Facebook has lost a legal fight against a New York City prosecutor who sought search warrants for hundreds of user accounts.
The New York state Court of Appeals on Tuesday ruled that while the case raised important questions about privacy it was "constrained" by the law relating to who can challenge search warrants.
Prosecutors in Manhattan sought search warrants in 2013 for the accounts of 381 people in connection with a disability benefits fraud case against New York City police and fire retirees.
Menlo Park, California-based Facebook challenged the warrants, which it said were overbroad. In a statement, a spokesperson said the company was disappointed by the ruling and is continuing to evaluate its legal options.
The case has been closely watched by social media companies, civil libertarians and prosecutors.
An Oklahoma-based Native American tribe filed a lawsuit in its own tribal court system Friday accusing several oil companies of triggering the state's largest earthquake that caused extensive damage to some near-century-old tribal buildings.
The Pawnee Nation alleges in the suit that wastewater injected into wells operated by the defendants caused the 5.8-magnitude quake in September and is seeking physical damages to real and personal property, market value losses, as well as punitive damages.
The case will be heard in the tribe's district court with a jury composed of Pawnee Nation members.
"We are a sovereign nation and we have the rule of law here," said Andrew Knife Chief, the Pawnee Nation's executive director. "We're using our tribal laws, our tribal processes to hold these guys accountable."
Attorneys representing the 3,200-member tribe in north-central Oklahoma say the lawsuit is the first earthquake-related litigation filed in a tribal court. If an appeal were filed in a jury decision, it could be heard by a five-member tribal Supreme Court, and that decision would be final.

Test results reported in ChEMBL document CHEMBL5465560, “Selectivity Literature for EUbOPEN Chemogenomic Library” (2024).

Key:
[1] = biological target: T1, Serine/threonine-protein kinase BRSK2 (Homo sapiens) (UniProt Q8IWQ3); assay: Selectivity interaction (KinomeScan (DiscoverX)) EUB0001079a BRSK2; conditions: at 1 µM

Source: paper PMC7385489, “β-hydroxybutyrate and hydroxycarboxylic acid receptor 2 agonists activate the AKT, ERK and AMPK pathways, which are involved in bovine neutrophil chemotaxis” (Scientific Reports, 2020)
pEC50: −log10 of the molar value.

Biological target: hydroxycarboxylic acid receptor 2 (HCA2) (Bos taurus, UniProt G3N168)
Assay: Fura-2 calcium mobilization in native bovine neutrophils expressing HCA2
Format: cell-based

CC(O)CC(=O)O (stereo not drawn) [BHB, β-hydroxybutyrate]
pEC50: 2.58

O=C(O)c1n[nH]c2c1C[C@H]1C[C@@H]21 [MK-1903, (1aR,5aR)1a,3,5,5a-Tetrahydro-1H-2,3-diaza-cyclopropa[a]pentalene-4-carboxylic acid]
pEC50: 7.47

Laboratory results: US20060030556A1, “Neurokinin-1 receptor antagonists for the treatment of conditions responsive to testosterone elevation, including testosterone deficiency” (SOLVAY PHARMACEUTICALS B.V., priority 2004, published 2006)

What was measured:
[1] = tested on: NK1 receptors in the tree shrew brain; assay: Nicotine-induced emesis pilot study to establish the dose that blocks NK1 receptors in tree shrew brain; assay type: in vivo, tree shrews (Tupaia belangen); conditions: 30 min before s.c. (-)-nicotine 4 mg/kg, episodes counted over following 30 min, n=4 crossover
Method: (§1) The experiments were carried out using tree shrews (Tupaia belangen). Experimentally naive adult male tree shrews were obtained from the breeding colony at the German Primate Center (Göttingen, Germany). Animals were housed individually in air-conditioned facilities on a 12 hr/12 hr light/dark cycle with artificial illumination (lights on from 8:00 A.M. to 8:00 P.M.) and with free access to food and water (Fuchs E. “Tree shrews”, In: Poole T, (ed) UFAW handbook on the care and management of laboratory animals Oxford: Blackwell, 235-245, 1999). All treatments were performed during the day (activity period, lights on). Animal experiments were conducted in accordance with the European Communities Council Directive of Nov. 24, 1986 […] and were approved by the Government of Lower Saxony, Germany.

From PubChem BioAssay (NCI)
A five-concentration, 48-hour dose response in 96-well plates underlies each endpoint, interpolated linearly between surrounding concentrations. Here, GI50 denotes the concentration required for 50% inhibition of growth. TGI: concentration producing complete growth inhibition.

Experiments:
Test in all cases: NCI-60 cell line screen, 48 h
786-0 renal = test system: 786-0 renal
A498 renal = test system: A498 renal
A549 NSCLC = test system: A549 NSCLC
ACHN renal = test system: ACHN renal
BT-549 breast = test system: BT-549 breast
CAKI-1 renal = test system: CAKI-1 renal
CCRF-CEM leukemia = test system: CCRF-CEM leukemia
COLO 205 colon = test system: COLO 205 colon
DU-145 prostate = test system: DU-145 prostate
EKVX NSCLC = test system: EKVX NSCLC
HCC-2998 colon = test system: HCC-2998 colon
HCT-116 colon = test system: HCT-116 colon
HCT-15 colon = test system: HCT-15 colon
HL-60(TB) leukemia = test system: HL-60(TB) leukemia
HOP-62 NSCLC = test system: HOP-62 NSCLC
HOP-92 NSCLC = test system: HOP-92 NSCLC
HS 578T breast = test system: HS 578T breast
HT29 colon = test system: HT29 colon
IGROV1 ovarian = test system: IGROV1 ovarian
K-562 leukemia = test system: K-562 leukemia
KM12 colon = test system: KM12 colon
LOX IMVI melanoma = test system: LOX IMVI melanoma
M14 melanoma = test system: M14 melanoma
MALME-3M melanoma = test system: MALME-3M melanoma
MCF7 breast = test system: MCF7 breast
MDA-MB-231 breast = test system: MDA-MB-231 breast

"Usually tribes have their own appellate process, and then, and this surprises a lot of people, there is no appeal from a tribal supreme court," said Lindsay Robertson, a University of Oklahoma law professor who specializes in Federal Indian Law.
Facebook is heading to New York state's highest court to challenge search warrants seeking information from user accounts.
Prosecutors in Manhattan sought search warrants in 2013 for the accounts of 381 individuals in connection with a disability benefits fraud case against New York City police and fire retirees.
Facebook challenged the warrants but lower courts sided with prosecutors, ruling it was up to individual users to challenge the warrants seeking their information.
The social media site provided the information but continues to argue that it has the right to challenge warrants for information it possesses about its users.
Both sides will make oral arguments before the Court of Appeals Tuesday. The case has been closely watched by social media companies, civil libertarians and prosecutors.
Some lawmakers are taking aim at a recent Washington Supreme Court decision that put the onus on counties to determine whether water is legally available in certain rural areas before they issue building permits.
One bill sponsored by Sen. Judy Warnick, R-Moses Lake, amends parts of the state law at the heart of the ruling, known as the Hirst decision. County officials, builders, business and farm groups are among supporting the measure, while environmental groups and tribes oppose it.
A competing bill sponsored by Sen. John McCoy, D-Tulalip, supports the court decision and sets up a program to help counties find ways to meet the requirements.
In October, the high court ruled that Whatcom County failed to protect water resources by allowing new wells to reduce flow in streams for fish and other uses. The court said counties must ensure, independently of the state, that water is physically and legally available before they issue building permits in certain areas.
In the wake of the ruling, some counties have temporarily halted certain rural development, while others changed criteria for obtaining a building permit.